Missing 1099 Forms. If taxpayers do not receive a Form 1099 from the payer by Feb. 1, 2000, contact the payer to obtain the Form 1099. If taxpayers still cannot obtain the form, call IRS TeleTax at 1-800-829- 4477 and listen to topic 154.

If individuals encounter Y2K problems, the penalty relief from the IRS may include abatement or non-assertion of estimated tax penalties for the January 2000 estimated tax payments.


Taxpayers should make a reasonable effort to anticipate, prevent and correct potential Y2K problems.

To find out about preventive steps to take, check out the Small Business Administration Y2K Internet Home Page at or call 1-800-U-ASK- SBA. The Y2K Help Center at provides small businesses and firms with free help, as does the Presidentís Council on Year 2000 at www

Filing Business Returns Ordinarily Due On Jan. 31, 2000:
If tax returns for employment and excise taxes ordinarily due on Jan. 31, 2000 end up being affected by Y2K-related computer problems, taxpayers should contact the IRS at 1-800-829-1040.

W-2 and 1099 Problems For Businesses:
Businesses should take steps if they encounter problems distributing Forms W-2 or 1099.

If they cannot meet the requirements for providing Forms W-2 or 1099 to their employees or payees, they should notify those people of the delay. In addition, if businesses cannot meet the deadline for providing Forms W-2 or 1099 to employees or payees, they may request a 15-day extension of time by writing to the IRS before Jan. 31, 2000. The extension request should be mailed to:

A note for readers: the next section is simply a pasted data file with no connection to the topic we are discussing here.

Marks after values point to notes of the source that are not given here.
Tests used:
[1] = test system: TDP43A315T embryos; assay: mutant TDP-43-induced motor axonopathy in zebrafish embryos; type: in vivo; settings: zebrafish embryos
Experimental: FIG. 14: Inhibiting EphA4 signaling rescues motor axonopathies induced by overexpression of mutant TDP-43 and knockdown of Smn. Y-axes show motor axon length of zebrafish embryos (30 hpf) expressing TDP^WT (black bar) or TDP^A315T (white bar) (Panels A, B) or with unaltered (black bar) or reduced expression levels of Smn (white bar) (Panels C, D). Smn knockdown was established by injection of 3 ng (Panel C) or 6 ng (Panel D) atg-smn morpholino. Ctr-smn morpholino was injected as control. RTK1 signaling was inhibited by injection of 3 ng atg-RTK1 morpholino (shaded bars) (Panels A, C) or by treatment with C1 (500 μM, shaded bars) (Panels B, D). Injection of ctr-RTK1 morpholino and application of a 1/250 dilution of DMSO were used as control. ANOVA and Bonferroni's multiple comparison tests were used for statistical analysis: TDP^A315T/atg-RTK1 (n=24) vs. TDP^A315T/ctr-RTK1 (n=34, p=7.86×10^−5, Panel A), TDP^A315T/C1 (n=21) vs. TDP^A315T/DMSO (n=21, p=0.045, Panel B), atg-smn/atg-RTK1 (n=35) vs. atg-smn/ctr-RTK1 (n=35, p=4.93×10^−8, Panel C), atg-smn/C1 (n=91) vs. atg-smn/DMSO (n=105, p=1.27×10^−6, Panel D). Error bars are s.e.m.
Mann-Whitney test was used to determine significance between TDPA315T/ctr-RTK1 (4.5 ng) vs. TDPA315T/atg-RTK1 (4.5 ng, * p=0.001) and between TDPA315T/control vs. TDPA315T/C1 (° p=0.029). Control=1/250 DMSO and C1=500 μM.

IRS-Martinsburg Computing Center
Information Reporting Program
Attn: Postponement of Time Coordinator
240 Murall Drive
Kearneysville, WV 25430


Federal Tax Deposits:
If businesses have a Y2K-related problem involving Federal Tax Deposits (FTD), they should:
Notify the IRS within five days of discovery at 1-800-829-1040.
Take appropriate steps to fix the problem within 30 days of discovery.
Pursue alternate ways to make deposits.

Non-Electronic Federal Tax Payment System (EFTPS) business taxpayers:
Taxpayers who normally use coupons (Form 8109) to make deposits at a financial institution should make their deposit as they normally would. Taxpayers will not be penalized if they can establish they attempted a deposit and the failure to deposit involved a Y2K-related computer failure.

EFTPS (voluntary participants):
Taxpayers who normally use EFTPS and are not required to do so can make their deposits at a financial institution using coupons (Form 8109) if they encounter a Y2K or EFTPS failure. These taxpayers will not be penalized if they can establish they attempted a deposit and a Y2K failure prevented the deposit.

EFTPS mandated taxpayers:
Taxpayers required to use EFTPS and bulk/batch users are responsible for ensuring that their banks are Y2K compliant with the Federal Reserve Bank, including searching for backup banks and/or a backup automated clearinghouse (ACH) outlet (a means to initiate a Same Day/Fedwire transmission).

Electronic Bulk and Batch Filers must follow the Bulk and Batch Filer Emergency Procedures in order to receive penalty relief consideration. If EFTPS participants have a Y2K-related EFTPS problem, these businesses should call their Treasury Financial Agent (TFA) at:
Anexsys/First National Bank of Chicago English: 1-800-945-8400
Spanish: 1-800-945-8600
TDD: 1-800-945-8900
Bulk /Batch Filers Only: 1-800-945-0966
Bank of America (formerly Nationsbank) English: 1-800-555-4477
Spanish: 1-800-244-4829
TDD: 1-800-733-4829

The IRS is establishing a special contact group to receive calls from bulk and batch filers with more than 100 clients. This contact number will be provided to the bulk and batch filers through the EFTPS system.